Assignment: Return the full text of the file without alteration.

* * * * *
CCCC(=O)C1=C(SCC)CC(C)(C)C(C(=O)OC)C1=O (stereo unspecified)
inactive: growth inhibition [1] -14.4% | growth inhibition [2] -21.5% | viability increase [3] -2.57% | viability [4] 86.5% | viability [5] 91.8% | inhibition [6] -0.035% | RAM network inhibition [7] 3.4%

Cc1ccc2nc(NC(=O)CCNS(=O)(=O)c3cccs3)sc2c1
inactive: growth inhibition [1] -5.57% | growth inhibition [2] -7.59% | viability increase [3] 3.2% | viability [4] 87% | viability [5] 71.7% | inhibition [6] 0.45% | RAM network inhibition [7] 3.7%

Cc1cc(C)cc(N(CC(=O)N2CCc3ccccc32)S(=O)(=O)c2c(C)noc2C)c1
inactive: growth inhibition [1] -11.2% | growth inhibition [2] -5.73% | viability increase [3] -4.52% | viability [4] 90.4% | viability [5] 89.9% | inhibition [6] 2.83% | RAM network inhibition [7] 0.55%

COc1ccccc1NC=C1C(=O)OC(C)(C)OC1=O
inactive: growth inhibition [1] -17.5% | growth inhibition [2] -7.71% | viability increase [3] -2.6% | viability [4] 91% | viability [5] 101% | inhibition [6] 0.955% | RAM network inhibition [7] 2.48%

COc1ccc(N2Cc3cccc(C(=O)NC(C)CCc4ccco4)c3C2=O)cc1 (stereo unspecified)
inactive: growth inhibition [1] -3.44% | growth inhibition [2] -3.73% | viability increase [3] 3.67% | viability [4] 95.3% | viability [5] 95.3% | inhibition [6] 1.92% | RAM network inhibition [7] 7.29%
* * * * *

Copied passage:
CCCC(=O)C1=C(SCC)CC(C)(C)C(C(=O)OC)C1=O (stereo unspecified)
inactive: growth inhibition [1] -14.4% | growth inhibition [2] -21.5% | viability increase [3] -2.57% | viability [4] 86.5% | viability [5] 91.8% | inhibition [6] -0.035% | RAM network inhibition [7] 3.4%

Cc1ccc2nc(NC(=O)CCNS(=O)(=O)c3cccs3)sc2c1
inactive: growth inhibition [1] -5.57% | growth inhibition [2] -7.59% | viability increase [3] 3.2% | viability [4] 87% | viability [5] 71.7% | inhibition [6] 0.45% | RAM network inhibition [7] 3.7%

Cc1cc(C)cc(N(CC(=O)N2CCc3ccccc32)S(=O)(=O)c2c(C)noc2C)c1
inactive: growth inhibition [1] -11.2% | growth inhibition [2] -5.73% | viability increase [3] -4.52% | viability [4] 90.4% | viability [5] 89.9% | inhibition [6] 2.83% | RAM network inhibition [7] 0.55%

COc1ccccc1NC=C1C(=O)OC(C)(C)OC1=O
inactive: growth inhibition [1] -17.5% | growth inhibition [2] -7.71% | viability increase [3] -2.6% | viability [4] 91% | viability [5] 101% | inhibition [6] 0.955% | RAM network inhibition [7] 2.48%

COc1ccc(N2Cc3cccc(C(=O)NC(C)CCc4ccco4)c3C2=O)cc1 (stereo unspecified)
inactive: growth inhibition [1] -3.44% | growth inhibition [2] -3.73% | viability increase [3] 3.67% | viability [4] 95.3% | viability [5] 95.3% | inhibition [6] 1.92% | RAM network inhibition [7] 7.29%